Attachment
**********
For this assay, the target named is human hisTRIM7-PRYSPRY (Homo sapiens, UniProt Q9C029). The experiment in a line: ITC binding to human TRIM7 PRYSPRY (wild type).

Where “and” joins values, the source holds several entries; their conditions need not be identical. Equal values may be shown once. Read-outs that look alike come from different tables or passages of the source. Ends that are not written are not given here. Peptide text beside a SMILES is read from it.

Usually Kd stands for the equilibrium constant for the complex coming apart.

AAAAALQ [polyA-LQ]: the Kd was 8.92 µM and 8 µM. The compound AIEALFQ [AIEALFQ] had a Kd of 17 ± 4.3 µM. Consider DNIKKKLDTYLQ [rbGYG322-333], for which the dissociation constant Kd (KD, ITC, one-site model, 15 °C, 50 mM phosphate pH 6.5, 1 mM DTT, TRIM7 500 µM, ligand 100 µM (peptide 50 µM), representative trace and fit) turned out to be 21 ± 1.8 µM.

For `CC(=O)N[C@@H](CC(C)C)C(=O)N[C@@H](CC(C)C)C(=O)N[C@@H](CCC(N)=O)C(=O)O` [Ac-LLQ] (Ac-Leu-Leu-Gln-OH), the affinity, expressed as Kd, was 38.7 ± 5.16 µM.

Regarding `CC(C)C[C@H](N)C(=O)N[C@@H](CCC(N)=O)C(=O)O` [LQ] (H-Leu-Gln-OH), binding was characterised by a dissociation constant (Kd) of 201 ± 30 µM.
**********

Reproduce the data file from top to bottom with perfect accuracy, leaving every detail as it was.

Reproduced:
For this assay, the target named is human hisTRIM7-PRYSPRY (Homo sapiens, UniProt Q9C029). The experiment in a line: ITC binding to human TRIM7 PRYSPRY (wild type).

Where “and” joins values, the source holds several entries; their conditions need not be identical. Equal values may be shown once. Read-outs that look alike come from different tables or passages of the source. Ends that are not written are not given here. Peptide text beside a SMILES is read from it.

Usually Kd stands for the equilibrium constant for the complex coming apart.

AAAAALQ [polyA-LQ]: the Kd was 8.92 µM and 8 µM. The compound AIEALFQ [AIEALFQ] had a Kd of 17 ± 4.3 µM. Consider DNIKKKLDTYLQ [rbGYG322-333], for which the dissociation constant Kd (KD, ITC, one-site model, 15 °C, 50 mM phosphate pH 6.5, 1 mM DTT, TRIM7 500 µM, ligand 100 µM (peptide 50 µM), representative trace and fit) turned out to be 21 ± 1.8 µM.

For `CC(=O)N[C@@H](CC(C)C)C(=O)N[C@@H](CC(C)C)C(=O)N[C@@H](CCC(N)=O)C(=O)O` [Ac-LLQ] (Ac-Leu-Leu-Gln-OH), the affinity, expressed as Kd, was 38.7 ± 5.16 µM.

Regarding `CC(C)C[C@H](N)C(=O)N[C@@H](CCC(N)=O)C(=O)O` [LQ] (H-Leu-Gln-OH), binding was characterised by a dissociation constant (Kd) of 201 ± 30 µM.